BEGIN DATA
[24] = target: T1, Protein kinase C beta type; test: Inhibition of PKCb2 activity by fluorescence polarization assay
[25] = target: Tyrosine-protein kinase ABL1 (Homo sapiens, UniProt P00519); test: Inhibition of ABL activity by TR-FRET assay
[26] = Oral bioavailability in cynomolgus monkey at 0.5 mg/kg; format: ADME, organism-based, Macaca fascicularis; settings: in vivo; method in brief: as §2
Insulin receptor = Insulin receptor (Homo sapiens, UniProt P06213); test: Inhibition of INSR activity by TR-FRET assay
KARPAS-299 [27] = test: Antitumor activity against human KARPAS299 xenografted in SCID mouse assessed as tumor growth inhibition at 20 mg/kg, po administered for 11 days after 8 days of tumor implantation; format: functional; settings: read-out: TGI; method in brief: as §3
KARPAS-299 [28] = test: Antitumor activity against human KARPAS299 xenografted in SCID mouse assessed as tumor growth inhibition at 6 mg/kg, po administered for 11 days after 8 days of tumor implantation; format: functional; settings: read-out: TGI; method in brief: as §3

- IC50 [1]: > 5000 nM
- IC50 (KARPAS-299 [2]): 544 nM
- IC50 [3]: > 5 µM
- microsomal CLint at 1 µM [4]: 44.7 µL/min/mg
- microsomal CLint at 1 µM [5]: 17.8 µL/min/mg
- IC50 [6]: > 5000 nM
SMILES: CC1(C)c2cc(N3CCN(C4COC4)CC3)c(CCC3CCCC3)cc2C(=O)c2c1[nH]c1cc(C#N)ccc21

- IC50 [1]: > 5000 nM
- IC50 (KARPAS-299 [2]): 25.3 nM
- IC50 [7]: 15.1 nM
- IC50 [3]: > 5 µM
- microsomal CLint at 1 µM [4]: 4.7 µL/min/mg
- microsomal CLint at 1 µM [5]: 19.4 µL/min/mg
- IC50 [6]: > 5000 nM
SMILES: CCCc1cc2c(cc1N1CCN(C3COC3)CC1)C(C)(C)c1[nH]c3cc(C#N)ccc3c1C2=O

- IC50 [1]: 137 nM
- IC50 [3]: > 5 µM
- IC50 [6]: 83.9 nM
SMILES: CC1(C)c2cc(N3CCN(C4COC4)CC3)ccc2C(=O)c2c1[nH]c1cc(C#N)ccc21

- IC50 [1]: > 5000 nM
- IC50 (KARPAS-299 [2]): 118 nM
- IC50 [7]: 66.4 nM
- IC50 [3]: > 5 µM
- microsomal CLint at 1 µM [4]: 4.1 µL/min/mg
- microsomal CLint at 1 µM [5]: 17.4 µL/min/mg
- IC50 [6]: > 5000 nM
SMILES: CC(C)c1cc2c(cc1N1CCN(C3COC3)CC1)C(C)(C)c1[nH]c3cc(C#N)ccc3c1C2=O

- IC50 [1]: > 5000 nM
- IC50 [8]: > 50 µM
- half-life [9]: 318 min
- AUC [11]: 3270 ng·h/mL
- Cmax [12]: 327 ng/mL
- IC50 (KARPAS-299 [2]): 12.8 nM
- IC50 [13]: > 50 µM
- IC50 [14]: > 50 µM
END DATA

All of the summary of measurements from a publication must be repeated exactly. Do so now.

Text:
[24] = target: T1, Protein kinase C beta type; test: Inhibition of PKCb2 activity by fluorescence polarization assay
[25] = target: Tyrosine-protein kinase ABL1 (Homo sapiens, UniProt P00519); test: Inhibition of ABL activity by TR-FRET assay
[26] = Oral bioavailability in cynomolgus monkey at 0.5 mg/kg; format: ADME, organism-based, Macaca fascicularis; settings: in vivo; method in brief: as §2
Insulin receptor = Insulin receptor (Homo sapiens, UniProt P06213); test: Inhibition of INSR activity by TR-FRET assay
KARPAS-299 [27] = test: Antitumor activity against human KARPAS299 xenografted in SCID mouse assessed as tumor growth inhibition at 20 mg/kg, po administered for 11 days after 8 days of tumor implantation; format: functional; settings: read-out: TGI; method in brief: as §3
KARPAS-299 [28] = test: Antitumor activity against human KARPAS299 xenografted in SCID mouse assessed as tumor growth inhibition at 6 mg/kg, po administered for 11 days after 8 days of tumor implantation; format: functional; settings: read-out: TGI; method in brief: as §3

- IC50 [1]: > 5000 nM
- IC50 (KARPAS-299 [2]): 544 nM
- IC50 [3]: > 5 µM
- microsomal CLint at 1 µM [4]: 44.7 µL/min/mg
- microsomal CLint at 1 µM [5]: 17.8 µL/min/mg
- IC50 [6]: > 5000 nM
SMILES: CC1(C)c2cc(N3CCN(C4COC4)CC3)c(CCC3CCCC3)cc2C(=O)c2c1[nH]c1cc(C#N)ccc21

- IC50 [1]: > 5000 nM
- IC50 (KARPAS-299 [2]): 25.3 nM
- IC50 [7]: 15.1 nM
- IC50 [3]: > 5 µM
- microsomal CLint at 1 µM [4]: 4.7 µL/min/mg
- microsomal CLint at 1 µM [5]: 19.4 µL/min/mg
- IC50 [6]: > 5000 nM
SMILES: CCCc1cc2c(cc1N1CCN(C3COC3)CC1)C(C)(C)c1[nH]c3cc(C#N)ccc3c1C2=O

- IC50 [1]: 137 nM
- IC50 [3]: > 5 µM
- IC50 [6]: 83.9 nM
SMILES: CC1(C)c2cc(N3CCN(C4COC4)CC3)ccc2C(=O)c2c1[nH]c1cc(C#N)ccc21

- IC50 [1]: > 5000 nM
- IC50 (KARPAS-299 [2]): 118 nM
- IC50 [7]: 66.4 nM
- IC50 [3]: > 5 µM
- microsomal CLint at 1 µM [4]: 4.1 µL/min/mg
- microsomal CLint at 1 µM [5]: 17.4 µL/min/mg
- IC50 [6]: > 5000 nM
SMILES: CC(C)c1cc2c(cc1N1CCN(C3COC3)CC1)C(C)(C)c1[nH]c3cc(C#N)ccc3c1C2=O

- IC50 [1]: > 5000 nM
- IC50 [8]: > 50 µM
- half-life [9]: 318 min
- AUC [11]: 3270 ng·h/mL
- Cmax [12]: 327 ng/mL
- IC50 (KARPAS-299 [2]): 12.8 nM
- IC50 [13]: > 50 µM
- IC50 [14]: > 50 µM